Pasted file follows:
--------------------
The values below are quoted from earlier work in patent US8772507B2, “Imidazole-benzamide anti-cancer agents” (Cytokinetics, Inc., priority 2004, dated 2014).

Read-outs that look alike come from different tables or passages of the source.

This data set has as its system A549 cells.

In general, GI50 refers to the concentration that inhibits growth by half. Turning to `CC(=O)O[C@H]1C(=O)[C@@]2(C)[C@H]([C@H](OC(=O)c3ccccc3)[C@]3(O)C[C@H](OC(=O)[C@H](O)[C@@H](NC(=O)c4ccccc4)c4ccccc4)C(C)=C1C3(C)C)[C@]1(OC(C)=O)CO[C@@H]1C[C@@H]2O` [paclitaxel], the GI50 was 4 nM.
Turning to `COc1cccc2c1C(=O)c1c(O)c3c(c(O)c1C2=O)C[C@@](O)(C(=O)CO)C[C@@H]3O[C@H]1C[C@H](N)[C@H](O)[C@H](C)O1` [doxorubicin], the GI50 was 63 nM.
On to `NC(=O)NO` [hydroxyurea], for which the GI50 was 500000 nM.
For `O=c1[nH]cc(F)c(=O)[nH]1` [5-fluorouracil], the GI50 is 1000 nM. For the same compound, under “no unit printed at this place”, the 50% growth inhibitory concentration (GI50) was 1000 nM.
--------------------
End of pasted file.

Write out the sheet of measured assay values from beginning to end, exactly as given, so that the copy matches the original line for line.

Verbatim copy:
The values below are quoted from earlier work in patent US8772507B2, “Imidazole-benzamide anti-cancer agents” (Cytokinetics, Inc., priority 2004, dated 2014).

Read-outs that look alike come from different tables or passages of the source.

This data set has as its system A549 cells.

In general, GI50 refers to the concentration that inhibits growth by half. Turning to `CC(=O)O[C@H]1C(=O)[C@@]2(C)[C@H]([C@H](OC(=O)c3ccccc3)[C@]3(O)C[C@H](OC(=O)[C@H](O)[C@@H](NC(=O)c4ccccc4)c4ccccc4)C(C)=C1C3(C)C)[C@]1(OC(C)=O)CO[C@@H]1C[C@@H]2O` [paclitaxel], the GI50 was 4 nM.
Turning to `COc1cccc2c1C(=O)c1c(O)c3c(c(O)c1C2=O)C[C@@](O)(C(=O)CO)C[C@@H]3O[C@H]1C[C@H](N)[C@H](O)[C@H](C)O1` [doxorubicin], the GI50 was 63 nM.
On to `NC(=O)NO` [hydroxyurea], for which the GI50 was 500000 nM.
For `O=c1[nH]cc(F)c(=O)[nH]1` [5-fluorouracil], the GI50 is 1000 nM. For the same compound, under “no unit printed at this place”, the 50% growth inhibitory concentration (GI50) was 1000 nM.